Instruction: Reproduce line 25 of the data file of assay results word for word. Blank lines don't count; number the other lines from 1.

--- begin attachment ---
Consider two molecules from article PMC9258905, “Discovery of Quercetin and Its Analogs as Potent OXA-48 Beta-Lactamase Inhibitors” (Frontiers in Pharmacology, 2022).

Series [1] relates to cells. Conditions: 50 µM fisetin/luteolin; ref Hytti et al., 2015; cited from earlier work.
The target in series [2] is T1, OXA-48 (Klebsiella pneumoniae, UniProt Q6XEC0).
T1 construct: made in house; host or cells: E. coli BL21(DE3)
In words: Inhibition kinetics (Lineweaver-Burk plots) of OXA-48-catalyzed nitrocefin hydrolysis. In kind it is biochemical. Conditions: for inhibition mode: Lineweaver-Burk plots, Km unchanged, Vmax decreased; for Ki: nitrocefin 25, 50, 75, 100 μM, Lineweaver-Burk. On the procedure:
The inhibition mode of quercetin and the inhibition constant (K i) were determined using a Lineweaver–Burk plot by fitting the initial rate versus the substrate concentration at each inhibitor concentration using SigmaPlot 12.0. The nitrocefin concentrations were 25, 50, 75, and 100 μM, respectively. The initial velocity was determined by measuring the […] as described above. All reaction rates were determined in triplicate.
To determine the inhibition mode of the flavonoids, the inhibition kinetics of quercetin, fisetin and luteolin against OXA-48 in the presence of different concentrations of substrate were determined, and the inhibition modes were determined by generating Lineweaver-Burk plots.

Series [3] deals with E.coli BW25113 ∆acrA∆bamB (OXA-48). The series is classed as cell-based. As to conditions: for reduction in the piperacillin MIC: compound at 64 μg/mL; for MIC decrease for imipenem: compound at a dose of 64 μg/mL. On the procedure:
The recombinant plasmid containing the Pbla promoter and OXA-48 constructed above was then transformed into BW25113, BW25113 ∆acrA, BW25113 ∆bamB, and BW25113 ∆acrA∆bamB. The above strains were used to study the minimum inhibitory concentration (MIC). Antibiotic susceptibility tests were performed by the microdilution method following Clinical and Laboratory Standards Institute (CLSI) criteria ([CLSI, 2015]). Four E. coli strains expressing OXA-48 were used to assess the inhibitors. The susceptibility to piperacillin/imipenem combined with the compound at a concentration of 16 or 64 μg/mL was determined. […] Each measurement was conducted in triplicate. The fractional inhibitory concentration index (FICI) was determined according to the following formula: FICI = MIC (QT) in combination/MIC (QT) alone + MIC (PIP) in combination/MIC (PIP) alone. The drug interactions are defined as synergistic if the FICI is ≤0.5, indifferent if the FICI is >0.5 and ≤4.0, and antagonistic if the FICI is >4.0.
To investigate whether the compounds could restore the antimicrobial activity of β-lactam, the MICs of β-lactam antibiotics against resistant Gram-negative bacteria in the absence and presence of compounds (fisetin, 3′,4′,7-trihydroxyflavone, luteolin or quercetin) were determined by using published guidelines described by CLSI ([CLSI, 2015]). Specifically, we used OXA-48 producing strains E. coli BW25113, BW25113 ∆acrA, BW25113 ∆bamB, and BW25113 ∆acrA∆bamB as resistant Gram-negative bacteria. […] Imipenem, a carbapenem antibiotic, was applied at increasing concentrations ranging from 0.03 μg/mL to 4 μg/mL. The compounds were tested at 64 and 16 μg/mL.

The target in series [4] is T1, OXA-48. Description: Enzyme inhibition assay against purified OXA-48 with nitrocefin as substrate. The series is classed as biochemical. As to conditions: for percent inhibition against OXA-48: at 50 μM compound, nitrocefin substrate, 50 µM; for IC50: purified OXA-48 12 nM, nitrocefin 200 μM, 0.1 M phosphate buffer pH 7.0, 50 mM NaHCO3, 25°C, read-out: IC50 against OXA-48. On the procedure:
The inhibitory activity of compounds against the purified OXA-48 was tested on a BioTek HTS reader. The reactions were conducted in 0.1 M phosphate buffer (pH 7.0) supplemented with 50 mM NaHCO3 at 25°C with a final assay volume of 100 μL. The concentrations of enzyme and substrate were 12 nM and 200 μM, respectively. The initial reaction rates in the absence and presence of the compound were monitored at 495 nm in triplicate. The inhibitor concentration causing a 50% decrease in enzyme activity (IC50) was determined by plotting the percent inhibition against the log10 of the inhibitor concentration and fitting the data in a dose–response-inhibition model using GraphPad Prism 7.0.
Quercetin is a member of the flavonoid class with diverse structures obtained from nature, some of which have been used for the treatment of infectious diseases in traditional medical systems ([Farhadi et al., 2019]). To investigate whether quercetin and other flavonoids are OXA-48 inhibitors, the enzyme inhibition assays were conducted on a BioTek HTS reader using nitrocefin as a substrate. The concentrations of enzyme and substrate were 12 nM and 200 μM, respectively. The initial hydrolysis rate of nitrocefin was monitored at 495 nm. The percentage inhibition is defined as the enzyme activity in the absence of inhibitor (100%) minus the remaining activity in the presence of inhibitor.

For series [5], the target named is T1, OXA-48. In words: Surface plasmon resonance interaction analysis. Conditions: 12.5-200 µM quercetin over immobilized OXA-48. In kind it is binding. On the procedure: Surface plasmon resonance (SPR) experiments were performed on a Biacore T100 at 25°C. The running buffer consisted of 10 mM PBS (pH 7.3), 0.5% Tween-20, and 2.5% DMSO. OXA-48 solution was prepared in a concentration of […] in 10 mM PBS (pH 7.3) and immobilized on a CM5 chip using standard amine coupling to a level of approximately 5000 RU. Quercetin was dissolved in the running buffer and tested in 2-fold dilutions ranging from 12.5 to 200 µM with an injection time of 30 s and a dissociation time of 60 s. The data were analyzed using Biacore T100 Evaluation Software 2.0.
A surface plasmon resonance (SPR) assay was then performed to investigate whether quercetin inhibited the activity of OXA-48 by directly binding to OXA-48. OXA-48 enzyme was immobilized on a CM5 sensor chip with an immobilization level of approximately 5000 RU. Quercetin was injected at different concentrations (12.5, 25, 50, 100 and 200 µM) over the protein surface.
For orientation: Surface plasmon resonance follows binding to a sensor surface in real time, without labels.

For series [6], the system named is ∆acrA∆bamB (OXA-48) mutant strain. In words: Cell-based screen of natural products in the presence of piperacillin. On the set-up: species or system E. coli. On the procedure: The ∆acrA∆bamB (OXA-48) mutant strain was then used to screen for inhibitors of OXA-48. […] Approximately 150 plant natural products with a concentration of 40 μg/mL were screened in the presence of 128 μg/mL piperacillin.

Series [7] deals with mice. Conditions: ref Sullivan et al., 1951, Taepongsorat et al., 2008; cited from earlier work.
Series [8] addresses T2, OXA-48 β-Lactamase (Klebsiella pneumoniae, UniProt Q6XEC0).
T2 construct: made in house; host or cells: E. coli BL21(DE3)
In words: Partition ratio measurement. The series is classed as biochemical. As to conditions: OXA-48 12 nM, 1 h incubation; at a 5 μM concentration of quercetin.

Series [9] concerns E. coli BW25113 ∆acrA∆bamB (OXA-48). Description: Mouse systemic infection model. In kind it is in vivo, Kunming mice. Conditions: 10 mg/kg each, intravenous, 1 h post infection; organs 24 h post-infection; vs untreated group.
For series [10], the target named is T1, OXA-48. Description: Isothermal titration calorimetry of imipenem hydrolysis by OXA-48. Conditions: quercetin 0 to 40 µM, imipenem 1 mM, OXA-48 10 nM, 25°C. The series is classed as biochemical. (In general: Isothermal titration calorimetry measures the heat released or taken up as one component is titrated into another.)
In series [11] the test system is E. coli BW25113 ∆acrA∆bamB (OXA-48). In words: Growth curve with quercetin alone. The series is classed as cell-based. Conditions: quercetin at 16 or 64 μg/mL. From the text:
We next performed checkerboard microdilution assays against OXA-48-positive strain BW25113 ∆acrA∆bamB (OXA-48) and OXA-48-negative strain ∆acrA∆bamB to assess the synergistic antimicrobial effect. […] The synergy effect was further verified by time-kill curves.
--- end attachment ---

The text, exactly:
We next performed checkerboard microdilution assays against OXA-48-positive strain BW25113 ∆acrA∆bamB (OXA-48) and OXA-48-negative strain ∆acrA∆bamB to assess the synergistic antimicrobial effect. […] The synergy effect was further verified by time-kill curves.